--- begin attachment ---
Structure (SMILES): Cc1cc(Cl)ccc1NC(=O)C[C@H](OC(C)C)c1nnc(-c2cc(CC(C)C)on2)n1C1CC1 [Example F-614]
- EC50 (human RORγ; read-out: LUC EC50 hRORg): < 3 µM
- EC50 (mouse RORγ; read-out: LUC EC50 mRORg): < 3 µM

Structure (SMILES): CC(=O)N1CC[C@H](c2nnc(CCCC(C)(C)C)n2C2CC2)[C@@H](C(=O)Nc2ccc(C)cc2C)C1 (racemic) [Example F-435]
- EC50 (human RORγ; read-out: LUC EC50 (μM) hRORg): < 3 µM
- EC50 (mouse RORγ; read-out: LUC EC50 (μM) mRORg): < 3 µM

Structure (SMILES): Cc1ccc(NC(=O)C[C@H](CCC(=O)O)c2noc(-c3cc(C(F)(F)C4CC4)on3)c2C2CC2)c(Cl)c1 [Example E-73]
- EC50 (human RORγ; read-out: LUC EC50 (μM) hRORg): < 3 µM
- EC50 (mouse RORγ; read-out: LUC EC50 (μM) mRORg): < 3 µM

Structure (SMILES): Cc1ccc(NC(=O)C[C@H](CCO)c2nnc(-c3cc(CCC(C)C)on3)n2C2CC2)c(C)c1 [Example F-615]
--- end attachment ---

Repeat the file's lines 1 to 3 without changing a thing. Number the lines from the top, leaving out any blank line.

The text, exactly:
Structure (SMILES): Cc1cc(Cl)ccc1NC(=O)C[C@H](OC(C)C)c1nnc(-c2cc(CC(C)C)on2)n1C1CC1 [Example F-614]
- EC50 (human RORγ; read-out: LUC EC50 hRORg): < 3 µM
- EC50 (mouse RORγ; read-out: LUC EC50 mRORg): < 3 µM